The Times is running a periodic series on the effect of the women's movement. Evidently one of the effects is that a lot of men in their prime have just stopped working!
Men Not Working, and Not Wanting Just Any Job - New York Times (As always, you need to register to access NYT articles online. Registration is free and easy. More importantly, free access to NYT articles is only for one week. After that you have to pay. Anyone who comes across this article after a week and wants the text can email me or leave a comment. I have archived a copy of the text and can email it to you.)
For a significant percentage of men, once they get laid off, that's it. And of course men not pursing jobs are not counted on the rolls of the unemployed.
So instead of heading to work, Mr. Beggerow, now 53, fills his days with diversions: playing the piano, reading histories and biographies, writing unpublished Western potboilers in the Louis L’Amour style — all activities once relegated to spare time. He often stays up late and sleeps until 11 a.m.
“I have come to realize that my free time is worth a lot to me,” he said. To make ends meet, he has tapped the equity in his home through a $30,000 second mortgage, and he is drawing down the family’s savings, at the rate of $7,500 a year. About $60,000 is left. His wife’s income helps them scrape by. “If things really get tight,” Mr. Beggerow said, “I might have to take a low-wage job, but I don’t want to do that.”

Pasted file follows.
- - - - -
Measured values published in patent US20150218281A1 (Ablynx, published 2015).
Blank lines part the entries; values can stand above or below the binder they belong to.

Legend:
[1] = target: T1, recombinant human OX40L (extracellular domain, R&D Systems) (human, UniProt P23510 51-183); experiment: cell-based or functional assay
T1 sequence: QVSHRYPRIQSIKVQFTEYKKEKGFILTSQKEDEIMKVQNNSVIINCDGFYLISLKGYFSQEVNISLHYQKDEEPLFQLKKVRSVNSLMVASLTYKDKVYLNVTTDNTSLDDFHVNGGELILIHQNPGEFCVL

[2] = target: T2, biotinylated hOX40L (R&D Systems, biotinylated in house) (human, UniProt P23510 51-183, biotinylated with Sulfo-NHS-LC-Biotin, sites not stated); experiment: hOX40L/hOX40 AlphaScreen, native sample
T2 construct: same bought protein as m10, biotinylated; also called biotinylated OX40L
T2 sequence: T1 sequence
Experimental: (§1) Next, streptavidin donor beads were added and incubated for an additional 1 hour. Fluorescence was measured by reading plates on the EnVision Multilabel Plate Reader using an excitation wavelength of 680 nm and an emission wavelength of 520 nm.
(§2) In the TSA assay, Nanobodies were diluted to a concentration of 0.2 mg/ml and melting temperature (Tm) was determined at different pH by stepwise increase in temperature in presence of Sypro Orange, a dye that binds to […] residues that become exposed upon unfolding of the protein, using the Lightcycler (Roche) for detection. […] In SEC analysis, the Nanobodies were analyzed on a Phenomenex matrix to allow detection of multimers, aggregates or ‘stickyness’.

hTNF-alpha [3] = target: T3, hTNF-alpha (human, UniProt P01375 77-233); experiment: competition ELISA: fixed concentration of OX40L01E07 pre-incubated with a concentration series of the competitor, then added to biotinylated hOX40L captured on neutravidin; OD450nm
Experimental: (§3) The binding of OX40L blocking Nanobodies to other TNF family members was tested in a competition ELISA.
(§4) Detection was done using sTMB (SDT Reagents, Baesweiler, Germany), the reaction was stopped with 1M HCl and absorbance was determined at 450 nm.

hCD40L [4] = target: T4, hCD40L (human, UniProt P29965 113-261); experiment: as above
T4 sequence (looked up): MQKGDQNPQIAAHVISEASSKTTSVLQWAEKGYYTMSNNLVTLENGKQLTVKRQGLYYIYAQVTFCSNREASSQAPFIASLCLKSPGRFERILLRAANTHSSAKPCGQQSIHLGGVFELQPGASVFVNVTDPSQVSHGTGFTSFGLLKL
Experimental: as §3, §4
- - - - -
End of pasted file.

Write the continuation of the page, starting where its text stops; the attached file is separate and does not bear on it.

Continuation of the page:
Millions of men like Mr. Beggerow — men in the prime of their lives, between 30 and 55 — have dropped out of regular work. They are turning down jobs they think beneath them or are unable to find work for which they are qualified, even as an expanding economy offers opportunities to work.
About 13 percent of American men in this age group are not working, up from 5 percent in the late 1960’s. The difference represents 4 million men who would be working today if the employment rate had remained where it was in the 1950’s and 60’s.